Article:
Bill Condon brings creepy sexpertise to Breaking Dawn
What do sex, creepiness, Beyoncé, The Candyman, and Robert Pattinson have in common (besides making for excellent fanfic)? Why, Bill Condon, of course. The director, best known for his work on Kinsey and Dreamgirls, will direct the fourth installment in the Twilight franchise, Breaking Dawn. Is this a good thing? Let's look at some of his past work and make unfounded predictions! (Come on, you've got nothing better to do at work today than watch Candyman trailers, right?)
Let's go in chronological order and look at Condon's four biggest hits. First up, Candyman: Farewell to the Flesh:
Prediction: Working on a film with this terrifying of a premise (seriously, Candyman scares the crap out of me) has hopefully given Condon the necessary skills to highlight just how horrifying Edward Cullen's stalker-ish behavior truly is.
Next in line, Gods and Monsters:
Prediction: Having to deal with Brendan Fraser in the '90s will serve as a good warm-up for Condon for having to deal with Robert Pattinson in the '10s. That being said, having worked with the legendary Ian McKellan probably makes working with the Twilight crew a bit of a letdown.
Third on the list, Kinsey:
Prediction: Hmm... A film about exploring sexual deviance? How could that relate to a film about disturbing, violent, undead sex? Well, he'll probably figure out a way to use that experience somehow. That's what directors do.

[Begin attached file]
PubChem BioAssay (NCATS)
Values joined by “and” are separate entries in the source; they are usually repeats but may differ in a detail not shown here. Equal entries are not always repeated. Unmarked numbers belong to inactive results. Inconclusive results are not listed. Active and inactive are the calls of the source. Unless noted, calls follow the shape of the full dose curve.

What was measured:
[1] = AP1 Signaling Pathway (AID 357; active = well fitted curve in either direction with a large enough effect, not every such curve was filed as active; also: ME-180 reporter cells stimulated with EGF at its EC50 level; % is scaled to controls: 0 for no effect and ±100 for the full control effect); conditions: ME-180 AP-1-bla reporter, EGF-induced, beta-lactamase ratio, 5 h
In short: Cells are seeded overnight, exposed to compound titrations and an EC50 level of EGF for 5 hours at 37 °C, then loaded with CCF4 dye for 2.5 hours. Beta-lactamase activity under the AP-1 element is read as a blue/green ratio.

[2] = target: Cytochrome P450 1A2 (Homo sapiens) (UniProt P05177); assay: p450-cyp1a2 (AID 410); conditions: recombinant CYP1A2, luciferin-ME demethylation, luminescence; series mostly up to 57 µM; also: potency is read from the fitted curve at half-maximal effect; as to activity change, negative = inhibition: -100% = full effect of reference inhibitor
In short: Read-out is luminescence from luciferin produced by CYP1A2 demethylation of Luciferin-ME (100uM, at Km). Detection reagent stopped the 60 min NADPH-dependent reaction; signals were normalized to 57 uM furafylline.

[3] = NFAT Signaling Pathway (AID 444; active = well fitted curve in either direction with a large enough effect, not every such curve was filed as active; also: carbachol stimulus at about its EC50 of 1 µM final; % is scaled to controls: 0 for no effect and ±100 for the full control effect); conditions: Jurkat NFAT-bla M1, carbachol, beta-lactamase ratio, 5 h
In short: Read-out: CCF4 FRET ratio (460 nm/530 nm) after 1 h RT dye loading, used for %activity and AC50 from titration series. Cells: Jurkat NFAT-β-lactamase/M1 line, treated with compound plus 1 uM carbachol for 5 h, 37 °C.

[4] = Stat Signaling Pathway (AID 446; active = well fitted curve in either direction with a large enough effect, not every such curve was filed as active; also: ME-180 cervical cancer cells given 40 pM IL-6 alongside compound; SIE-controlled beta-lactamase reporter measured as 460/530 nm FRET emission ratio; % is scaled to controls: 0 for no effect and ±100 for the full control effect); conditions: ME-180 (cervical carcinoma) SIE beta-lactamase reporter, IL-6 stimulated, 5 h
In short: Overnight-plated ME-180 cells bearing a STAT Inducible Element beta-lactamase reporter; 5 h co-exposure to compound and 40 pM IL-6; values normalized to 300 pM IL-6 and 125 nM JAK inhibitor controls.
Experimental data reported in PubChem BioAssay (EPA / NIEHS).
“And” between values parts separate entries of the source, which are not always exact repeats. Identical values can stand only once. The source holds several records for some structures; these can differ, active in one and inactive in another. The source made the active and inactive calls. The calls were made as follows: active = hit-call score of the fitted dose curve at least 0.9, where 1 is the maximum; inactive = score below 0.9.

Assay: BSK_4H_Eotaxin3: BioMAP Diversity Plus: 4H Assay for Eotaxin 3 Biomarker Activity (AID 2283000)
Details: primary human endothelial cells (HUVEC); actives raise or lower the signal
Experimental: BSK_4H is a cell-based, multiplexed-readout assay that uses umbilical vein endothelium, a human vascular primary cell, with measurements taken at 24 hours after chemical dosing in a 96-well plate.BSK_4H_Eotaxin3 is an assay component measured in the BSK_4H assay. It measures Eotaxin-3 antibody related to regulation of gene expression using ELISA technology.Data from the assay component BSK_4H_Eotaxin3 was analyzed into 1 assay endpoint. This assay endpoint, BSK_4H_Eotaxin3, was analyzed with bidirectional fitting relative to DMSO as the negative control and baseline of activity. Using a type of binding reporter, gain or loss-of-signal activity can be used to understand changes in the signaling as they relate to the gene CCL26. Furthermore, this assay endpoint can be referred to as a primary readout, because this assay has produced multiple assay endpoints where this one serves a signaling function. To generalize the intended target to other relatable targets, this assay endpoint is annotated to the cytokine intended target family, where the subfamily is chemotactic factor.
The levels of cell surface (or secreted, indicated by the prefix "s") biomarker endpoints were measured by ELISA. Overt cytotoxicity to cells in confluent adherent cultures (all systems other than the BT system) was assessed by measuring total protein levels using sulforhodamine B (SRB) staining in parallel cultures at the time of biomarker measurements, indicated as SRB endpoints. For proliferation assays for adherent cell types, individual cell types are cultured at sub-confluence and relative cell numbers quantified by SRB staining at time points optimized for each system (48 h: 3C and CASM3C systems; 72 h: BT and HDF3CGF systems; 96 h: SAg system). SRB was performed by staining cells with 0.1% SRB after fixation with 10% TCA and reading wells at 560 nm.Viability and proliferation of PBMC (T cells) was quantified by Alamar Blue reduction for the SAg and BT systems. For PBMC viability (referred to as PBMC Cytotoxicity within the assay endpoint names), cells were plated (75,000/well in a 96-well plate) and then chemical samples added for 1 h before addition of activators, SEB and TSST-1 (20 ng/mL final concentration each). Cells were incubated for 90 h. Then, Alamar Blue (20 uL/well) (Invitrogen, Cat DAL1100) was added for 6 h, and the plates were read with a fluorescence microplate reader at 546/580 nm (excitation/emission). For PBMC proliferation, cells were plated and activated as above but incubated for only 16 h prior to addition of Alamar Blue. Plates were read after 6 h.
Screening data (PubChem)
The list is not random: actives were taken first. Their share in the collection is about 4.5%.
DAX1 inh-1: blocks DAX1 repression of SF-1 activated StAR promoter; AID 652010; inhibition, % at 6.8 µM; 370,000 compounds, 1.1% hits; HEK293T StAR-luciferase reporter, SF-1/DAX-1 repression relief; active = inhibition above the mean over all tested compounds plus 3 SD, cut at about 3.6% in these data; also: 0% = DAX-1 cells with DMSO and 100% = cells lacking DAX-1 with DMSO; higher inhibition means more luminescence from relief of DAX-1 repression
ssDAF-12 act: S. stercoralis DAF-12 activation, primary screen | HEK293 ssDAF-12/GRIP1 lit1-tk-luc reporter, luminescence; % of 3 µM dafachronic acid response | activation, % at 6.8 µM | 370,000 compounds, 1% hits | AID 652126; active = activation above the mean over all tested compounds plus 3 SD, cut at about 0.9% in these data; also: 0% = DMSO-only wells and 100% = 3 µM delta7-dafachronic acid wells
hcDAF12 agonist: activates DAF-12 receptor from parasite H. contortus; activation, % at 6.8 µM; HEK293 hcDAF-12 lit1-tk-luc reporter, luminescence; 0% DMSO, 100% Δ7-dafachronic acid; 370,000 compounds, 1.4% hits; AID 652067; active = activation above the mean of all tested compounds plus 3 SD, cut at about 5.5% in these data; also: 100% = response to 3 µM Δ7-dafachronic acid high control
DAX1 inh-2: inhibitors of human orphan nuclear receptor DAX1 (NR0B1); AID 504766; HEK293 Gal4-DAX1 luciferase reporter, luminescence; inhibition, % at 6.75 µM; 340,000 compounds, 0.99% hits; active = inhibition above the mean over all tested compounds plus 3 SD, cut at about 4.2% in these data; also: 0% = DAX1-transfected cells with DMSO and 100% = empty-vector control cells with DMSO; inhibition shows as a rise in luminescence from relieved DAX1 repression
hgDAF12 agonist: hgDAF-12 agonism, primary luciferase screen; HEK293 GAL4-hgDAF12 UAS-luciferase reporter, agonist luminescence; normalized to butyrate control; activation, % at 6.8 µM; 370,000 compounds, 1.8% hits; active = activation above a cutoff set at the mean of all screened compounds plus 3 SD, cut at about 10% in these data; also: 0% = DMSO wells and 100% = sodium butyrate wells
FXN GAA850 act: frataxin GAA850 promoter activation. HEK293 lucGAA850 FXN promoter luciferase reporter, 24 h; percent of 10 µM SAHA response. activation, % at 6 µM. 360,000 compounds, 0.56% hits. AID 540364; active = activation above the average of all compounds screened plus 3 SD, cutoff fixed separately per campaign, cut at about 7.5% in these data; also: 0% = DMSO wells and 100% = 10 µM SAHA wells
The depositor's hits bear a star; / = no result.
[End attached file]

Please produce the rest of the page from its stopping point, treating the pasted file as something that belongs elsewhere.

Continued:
Last up, Dreamgirls:
Prediction: Well, thematically I'm not seeing a lot of parallels here. Maybe Condon can use his connections to get Beyoncé to sing the theme song for the movie? I'd like to hear her take on vampire romance.
Overall, it looks like Condon's experience with creepy themes and sexy sex could come in mighty handy when he directs Breaking Dawn. (Of course, it would have been nice to get a woman director–I heard Sofia Coppola was on the short list–in on the project as well, but apparently that is too much to ask.) I, for one, would like to see a director deal with the darker and more disturbing themes present in the franchise, as opposed to making it another teen romance flick (especially knowing what happens in the fourth installment). Could Condon's directorial efforts help Twilight take a turn for the better? What do you think?
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